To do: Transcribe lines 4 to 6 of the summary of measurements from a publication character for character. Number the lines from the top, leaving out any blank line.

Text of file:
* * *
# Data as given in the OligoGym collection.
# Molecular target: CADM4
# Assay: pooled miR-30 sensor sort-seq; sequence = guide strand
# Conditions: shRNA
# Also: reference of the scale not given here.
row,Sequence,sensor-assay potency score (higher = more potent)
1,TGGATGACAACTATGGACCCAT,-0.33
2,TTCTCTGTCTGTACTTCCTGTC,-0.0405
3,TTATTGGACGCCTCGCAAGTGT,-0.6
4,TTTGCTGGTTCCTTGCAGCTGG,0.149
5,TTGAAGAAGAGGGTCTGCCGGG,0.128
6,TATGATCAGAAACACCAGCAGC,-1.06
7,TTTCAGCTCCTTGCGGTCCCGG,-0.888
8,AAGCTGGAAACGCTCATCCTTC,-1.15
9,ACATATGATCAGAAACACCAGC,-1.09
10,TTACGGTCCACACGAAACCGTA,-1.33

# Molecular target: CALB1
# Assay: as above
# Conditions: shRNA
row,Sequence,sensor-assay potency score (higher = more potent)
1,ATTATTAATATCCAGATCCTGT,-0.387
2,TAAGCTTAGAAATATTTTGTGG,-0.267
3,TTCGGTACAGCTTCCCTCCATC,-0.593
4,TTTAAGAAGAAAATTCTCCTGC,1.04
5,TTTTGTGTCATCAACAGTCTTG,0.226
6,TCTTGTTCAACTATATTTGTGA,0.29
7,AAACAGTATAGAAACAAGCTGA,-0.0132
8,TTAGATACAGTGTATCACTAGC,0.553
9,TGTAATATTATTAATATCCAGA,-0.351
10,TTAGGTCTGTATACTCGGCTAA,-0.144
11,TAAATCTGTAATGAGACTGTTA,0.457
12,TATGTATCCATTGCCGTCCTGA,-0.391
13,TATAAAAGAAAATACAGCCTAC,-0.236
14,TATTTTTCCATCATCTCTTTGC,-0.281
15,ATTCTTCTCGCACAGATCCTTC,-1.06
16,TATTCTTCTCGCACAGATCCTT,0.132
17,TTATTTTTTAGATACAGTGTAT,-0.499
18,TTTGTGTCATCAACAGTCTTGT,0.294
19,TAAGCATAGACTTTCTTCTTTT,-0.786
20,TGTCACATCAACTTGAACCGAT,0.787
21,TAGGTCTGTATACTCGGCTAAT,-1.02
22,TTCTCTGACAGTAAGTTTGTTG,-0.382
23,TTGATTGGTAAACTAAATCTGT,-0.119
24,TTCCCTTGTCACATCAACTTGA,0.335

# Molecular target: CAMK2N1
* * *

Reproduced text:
# Conditions: shRNA
# Also: reference of the scale not given here.
row,Sequence,sensor-assay potency score (higher = more potent)